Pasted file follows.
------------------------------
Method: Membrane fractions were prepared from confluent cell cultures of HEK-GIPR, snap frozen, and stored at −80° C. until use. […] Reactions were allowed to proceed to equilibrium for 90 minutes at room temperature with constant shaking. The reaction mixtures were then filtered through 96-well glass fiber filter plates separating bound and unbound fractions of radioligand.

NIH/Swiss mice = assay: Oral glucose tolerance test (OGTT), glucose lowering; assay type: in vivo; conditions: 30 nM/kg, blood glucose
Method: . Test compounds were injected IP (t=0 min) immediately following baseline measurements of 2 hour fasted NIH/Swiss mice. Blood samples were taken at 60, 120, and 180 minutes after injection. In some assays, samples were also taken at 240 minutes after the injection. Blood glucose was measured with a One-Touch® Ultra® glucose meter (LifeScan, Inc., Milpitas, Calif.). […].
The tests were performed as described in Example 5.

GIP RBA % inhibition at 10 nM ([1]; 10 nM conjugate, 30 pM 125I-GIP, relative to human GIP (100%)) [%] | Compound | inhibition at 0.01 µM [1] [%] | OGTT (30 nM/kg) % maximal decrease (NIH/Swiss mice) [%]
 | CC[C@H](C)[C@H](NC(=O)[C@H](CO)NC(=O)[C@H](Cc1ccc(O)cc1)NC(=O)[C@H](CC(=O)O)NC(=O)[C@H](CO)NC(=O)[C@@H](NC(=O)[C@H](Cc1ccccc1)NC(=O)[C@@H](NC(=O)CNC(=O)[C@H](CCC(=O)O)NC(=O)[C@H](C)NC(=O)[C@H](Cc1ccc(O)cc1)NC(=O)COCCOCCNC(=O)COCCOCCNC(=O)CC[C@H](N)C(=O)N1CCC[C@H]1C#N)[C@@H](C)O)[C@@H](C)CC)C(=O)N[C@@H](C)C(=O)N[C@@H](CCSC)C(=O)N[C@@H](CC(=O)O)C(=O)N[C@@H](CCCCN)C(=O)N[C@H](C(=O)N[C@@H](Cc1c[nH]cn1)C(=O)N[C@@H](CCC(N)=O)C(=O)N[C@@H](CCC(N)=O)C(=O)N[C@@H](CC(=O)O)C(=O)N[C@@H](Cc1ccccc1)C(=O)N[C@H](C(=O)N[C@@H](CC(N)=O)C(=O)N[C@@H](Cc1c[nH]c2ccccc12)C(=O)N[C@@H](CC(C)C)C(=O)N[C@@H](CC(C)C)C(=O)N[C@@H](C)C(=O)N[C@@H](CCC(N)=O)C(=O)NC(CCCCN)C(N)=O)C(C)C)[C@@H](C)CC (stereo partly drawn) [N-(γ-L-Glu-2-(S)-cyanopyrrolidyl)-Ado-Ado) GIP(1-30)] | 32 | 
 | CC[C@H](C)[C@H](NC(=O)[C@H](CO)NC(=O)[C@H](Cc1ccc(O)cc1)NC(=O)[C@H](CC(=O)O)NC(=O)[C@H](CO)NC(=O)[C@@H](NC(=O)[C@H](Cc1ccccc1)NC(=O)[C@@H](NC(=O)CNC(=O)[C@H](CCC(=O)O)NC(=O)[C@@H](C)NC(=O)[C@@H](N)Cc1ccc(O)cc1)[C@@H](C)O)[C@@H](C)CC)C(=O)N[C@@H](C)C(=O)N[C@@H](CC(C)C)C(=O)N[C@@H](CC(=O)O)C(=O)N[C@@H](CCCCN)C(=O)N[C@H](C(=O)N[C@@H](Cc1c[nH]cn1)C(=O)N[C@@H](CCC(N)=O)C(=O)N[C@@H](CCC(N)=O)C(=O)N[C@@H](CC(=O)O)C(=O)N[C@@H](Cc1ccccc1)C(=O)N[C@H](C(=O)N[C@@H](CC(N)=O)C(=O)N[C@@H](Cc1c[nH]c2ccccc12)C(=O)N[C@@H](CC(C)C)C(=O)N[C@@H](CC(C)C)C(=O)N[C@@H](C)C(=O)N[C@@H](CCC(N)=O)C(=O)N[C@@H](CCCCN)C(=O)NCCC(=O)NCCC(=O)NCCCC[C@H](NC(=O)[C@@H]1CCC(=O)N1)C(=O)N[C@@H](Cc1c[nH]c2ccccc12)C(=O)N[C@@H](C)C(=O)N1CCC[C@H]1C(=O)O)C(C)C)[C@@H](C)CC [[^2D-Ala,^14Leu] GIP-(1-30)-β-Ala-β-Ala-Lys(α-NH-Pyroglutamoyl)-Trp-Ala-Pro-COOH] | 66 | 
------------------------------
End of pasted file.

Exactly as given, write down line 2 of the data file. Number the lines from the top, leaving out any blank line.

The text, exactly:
NIH/Swiss mice = assay: Oral glucose tolerance test (OGTT), glucose lowering; assay type: in vivo; conditions: 30 nM/kg, blood glucose